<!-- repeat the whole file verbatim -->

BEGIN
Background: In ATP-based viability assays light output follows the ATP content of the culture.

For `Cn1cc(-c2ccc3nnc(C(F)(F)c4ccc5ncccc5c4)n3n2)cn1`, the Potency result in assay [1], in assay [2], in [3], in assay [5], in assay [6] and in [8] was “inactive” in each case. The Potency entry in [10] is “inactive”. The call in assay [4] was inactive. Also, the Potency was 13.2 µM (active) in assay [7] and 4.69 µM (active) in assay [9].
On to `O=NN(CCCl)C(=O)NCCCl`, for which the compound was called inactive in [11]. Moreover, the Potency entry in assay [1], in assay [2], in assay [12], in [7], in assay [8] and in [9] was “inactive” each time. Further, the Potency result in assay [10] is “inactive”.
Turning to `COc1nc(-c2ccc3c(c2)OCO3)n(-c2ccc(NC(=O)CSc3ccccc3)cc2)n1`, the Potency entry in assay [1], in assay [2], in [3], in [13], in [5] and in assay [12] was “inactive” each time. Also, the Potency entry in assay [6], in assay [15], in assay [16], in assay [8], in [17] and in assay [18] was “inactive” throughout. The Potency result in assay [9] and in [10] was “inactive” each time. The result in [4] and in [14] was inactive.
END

Background: In ATP-based viability assays light output follows the ATP content of the culture.

For `Cn1cc(-c2ccc3nnc(C(F)(F)c4ccc5ncccc5c4)n3n2)cn1`, the Potency result in assay [1], in assay [2], in [3], in assay [5], in assay [6] and in [8] was “inactive” in each case. The Potency entry in [10] is “inactive”. The call in assay [4] was inactive. Also, the Potency was 13.2 µM (active) in assay [7] and 4.69 µM (active) in assay [9].
On to `O=NN(CCCl)C(=O)NCCCl`, for which the compound was called inactive in [11]. Moreover, the Potency entry in assay [1], in assay [2], in assay [12], in [7], in assay [8] and in [9] was “inactive” each time. Further, the Potency result in assay [10] is “inactive”.
Turning to `COc1nc(-c2ccc3c(c2)OCO3)n(-c2ccc(NC(=O)CSc3ccccc3)cc2)n1`, the Potency entry in assay [1], in assay [2], in [3], in [13], in [5] and in assay [12] was “inactive” each time. Also, the Potency entry in assay [6], in assay [15], in assay [16], in assay [8], in [17] and in assay [18] was “inactive” throughout. The Potency result in assay [9] and in [10] was “inactive” each time. The result in [4] and in [14] was inactive.